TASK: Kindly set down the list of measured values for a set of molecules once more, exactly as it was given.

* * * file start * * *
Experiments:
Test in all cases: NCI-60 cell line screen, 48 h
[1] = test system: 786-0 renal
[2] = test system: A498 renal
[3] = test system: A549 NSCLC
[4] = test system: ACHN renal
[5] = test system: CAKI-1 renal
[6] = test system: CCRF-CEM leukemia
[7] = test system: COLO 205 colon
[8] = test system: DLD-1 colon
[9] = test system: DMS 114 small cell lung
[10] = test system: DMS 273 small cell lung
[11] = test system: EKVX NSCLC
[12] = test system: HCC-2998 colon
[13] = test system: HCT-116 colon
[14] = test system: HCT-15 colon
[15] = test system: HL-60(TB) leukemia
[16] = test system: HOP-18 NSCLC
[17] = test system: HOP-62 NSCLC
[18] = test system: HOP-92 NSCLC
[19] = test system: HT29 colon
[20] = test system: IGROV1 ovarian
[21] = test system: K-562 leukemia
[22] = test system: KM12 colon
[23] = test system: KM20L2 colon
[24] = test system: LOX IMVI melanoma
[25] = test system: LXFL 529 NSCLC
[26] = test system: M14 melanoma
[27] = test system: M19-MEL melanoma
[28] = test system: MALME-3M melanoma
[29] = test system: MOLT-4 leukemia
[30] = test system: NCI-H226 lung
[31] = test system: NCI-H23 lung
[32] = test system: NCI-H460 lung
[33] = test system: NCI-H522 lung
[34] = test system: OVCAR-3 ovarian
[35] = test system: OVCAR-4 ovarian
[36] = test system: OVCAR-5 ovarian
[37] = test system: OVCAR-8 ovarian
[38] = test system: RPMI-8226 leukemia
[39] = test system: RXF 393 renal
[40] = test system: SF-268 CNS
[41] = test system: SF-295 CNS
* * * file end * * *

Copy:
Experiments:
Test in all cases: NCI-60 cell line screen, 48 h
[1] = test system: 786-0 renal
[2] = test system: A498 renal
[3] = test system: A549 NSCLC
[4] = test system: ACHN renal
[5] = test system: CAKI-1 renal
[6] = test system: CCRF-CEM leukemia
[7] = test system: COLO 205 colon
[8] = test system: DLD-1 colon
[9] = test system: DMS 114 small cell lung
[10] = test system: DMS 273 small cell lung
[11] = test system: EKVX NSCLC
[12] = test system: HCC-2998 colon
[13] = test system: HCT-116 colon
[14] = test system: HCT-15 colon
[15] = test system: HL-60(TB) leukemia
[16] = test system: HOP-18 NSCLC
[17] = test system: HOP-62 NSCLC
[18] = test system: HOP-92 NSCLC
[19] = test system: HT29 colon
[20] = test system: IGROV1 ovarian
[21] = test system: K-562 leukemia
[22] = test system: KM12 colon
[23] = test system: KM20L2 colon
[24] = test system: LOX IMVI melanoma
[25] = test system: LXFL 529 NSCLC
[26] = test system: M14 melanoma
[27] = test system: M19-MEL melanoma
[28] = test system: MALME-3M melanoma
[29] = test system: MOLT-4 leukemia
[30] = test system: NCI-H226 lung
[31] = test system: NCI-H23 lung
[32] = test system: NCI-H460 lung
[33] = test system: NCI-H522 lung
[34] = test system: OVCAR-3 ovarian
[35] = test system: OVCAR-4 ovarian
[36] = test system: OVCAR-5 ovarian
[37] = test system: OVCAR-8 ovarian
[38] = test system: RPMI-8226 leukemia
[39] = test system: RXF 393 renal
[40] = test system: SF-268 CNS
[41] = test system: SF-295 CNS